How Social Media Can Help Students Study

Published May 9, 2015

By Communications Team

With the right strategy, social media can make studying more collaborative and efficient.

One reason social media is so popular is that it allows people to personalize the way they experience and interact with the Web. Tools like Facebook, Twitter, and Instagram used to be almost exclusively used to take a break from academics, but social media is increasingly being leveraged as a study tool, especially for today's tech-savvy students.

Our recent research around college study trends found that over 70% of students feel that the technology they use to study should be as tailored to their needs as social media feeds. We're fast working to achieve this with significant student experience updates to our ALEKS and Connect adaptive learning platforms, and with 2015 finals fast approaching we've also come up with some practical ideas to help students use social media for more personalized and collaborative studying.

Create a community: It's common for many students to be challenged by the same learning concept or course assignment. Social media can help centralize the collective knowledge of an entire class to make studying and communicating more efficient for everyone.

  • Designate a course or study group hashtag, such as #Bio101Finals.

  • Start a contact list or group for the class to collaborate and share study tips.

  • Invite professors who use social media to follow the group conversation or join chats.

Remember that thousands of students everywhere are studying the same thing right now -- study networks don't have to be limited to students from just one school.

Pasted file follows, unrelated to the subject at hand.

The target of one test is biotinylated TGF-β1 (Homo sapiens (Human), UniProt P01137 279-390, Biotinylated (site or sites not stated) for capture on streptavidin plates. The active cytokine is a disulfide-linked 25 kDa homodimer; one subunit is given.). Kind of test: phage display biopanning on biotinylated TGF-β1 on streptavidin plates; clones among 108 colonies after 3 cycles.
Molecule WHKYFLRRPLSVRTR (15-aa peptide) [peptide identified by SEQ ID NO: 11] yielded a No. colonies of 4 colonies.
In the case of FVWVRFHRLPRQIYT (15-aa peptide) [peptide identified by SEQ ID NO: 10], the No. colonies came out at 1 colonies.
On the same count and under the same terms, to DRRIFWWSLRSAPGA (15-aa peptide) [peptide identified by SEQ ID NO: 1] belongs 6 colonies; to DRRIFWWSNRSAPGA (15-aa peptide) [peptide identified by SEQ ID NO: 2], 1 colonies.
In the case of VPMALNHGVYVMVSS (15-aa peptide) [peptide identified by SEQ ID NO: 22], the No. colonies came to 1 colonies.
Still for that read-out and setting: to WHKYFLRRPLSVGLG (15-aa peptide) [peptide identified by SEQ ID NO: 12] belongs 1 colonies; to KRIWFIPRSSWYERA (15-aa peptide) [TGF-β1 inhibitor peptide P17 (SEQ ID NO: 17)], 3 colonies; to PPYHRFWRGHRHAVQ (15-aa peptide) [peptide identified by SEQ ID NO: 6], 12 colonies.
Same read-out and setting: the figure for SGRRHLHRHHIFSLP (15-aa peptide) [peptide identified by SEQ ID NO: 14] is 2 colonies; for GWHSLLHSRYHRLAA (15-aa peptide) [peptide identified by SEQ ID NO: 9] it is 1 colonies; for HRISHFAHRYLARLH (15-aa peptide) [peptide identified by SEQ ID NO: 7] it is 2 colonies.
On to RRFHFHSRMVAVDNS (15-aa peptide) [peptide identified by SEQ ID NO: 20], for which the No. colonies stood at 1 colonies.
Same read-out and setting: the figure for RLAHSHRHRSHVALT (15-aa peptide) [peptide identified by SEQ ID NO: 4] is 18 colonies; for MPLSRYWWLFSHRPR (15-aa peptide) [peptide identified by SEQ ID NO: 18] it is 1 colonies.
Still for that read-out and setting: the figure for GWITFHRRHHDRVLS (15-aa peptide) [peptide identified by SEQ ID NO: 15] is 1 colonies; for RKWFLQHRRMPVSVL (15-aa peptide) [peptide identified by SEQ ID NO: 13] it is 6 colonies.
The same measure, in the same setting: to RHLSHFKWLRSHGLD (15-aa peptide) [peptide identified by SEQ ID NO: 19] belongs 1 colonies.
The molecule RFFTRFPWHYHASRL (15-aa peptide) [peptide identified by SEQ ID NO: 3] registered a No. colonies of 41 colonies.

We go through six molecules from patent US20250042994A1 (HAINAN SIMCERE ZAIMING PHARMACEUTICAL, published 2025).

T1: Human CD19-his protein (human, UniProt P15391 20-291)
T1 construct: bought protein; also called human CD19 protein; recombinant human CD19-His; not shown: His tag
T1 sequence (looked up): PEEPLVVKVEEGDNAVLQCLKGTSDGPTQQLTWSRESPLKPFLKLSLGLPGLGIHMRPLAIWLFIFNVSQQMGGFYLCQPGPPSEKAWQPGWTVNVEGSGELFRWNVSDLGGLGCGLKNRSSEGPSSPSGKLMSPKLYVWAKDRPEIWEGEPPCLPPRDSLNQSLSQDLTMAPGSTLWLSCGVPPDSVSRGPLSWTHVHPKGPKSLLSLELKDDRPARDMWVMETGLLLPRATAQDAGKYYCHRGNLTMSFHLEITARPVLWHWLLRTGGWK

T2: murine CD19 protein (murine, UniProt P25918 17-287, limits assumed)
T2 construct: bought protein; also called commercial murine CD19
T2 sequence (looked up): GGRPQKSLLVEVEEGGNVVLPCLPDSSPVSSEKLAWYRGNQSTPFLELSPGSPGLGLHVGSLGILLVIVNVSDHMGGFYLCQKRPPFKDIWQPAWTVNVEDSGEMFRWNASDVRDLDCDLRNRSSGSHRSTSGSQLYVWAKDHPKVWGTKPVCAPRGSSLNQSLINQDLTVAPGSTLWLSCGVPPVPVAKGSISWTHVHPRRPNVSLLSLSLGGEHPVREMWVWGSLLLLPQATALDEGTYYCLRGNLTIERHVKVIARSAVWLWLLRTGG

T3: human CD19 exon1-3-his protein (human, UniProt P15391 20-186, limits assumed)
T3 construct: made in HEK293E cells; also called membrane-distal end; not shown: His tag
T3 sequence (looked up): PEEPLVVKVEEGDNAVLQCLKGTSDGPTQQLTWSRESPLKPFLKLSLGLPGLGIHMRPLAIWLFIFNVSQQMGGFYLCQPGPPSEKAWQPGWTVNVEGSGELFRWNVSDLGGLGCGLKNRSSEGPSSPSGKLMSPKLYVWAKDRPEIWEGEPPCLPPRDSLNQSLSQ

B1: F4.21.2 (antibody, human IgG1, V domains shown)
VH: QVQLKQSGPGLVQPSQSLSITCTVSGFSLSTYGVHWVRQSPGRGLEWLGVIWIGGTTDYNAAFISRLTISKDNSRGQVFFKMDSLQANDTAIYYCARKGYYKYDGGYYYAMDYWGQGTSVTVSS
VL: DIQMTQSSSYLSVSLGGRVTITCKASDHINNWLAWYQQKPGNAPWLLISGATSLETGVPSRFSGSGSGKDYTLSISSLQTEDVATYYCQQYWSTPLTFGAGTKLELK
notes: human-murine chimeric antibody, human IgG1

Continue the conversation: Starting a collaborative study network to tap into the group mind can save everyone time and effort.

  • For missed classes or lectures, have someone stream or record the lecture on Periscope, Skype, or SnapChat.

  • Use Google Hangouts to facilitate group study sessions.

  • Follow or become a fan of the authors who wrote the books that are being used in your class.

  • Ask questions to experts and influencers. Many are already on Twitter, and Jelly is specifically designed to build connections through question/answer exchanges between users.

Organize learning resources: Social media tools can help keep course information organized and accessible.

  • Save, curate, and share resources using collection-building tools such as Pinterest or Tumblr.

  • If course documents aren't already posted online, use Google Drive, Box, or Dropbox to gather study materials.

  • Have classes use content services like Google Docs for team projects; it can make keeping organized and sharing notes much easier.

Supplement course materials: Social media can help identify additional content to reinforce or extend core instruction.

  • Look for YouTube videos and playlists for extra learning on the most challenging topics.

  • Follow existing subject-area hashtags

  • Send video notes, questions, or reminders to your classmates.

  • Search on all your social channels often for course topics, keywords, and expert names -- you never know what you'll find!

Social media no longer has to be an obstacle to studying; it can help students create and manage a study community, make the best use of study time, and find new resources to help them learn and retain knowledge.

Connect with the McGraw-Hill Higher Education team on social media for more studying tips, tech tools, and inspiration.

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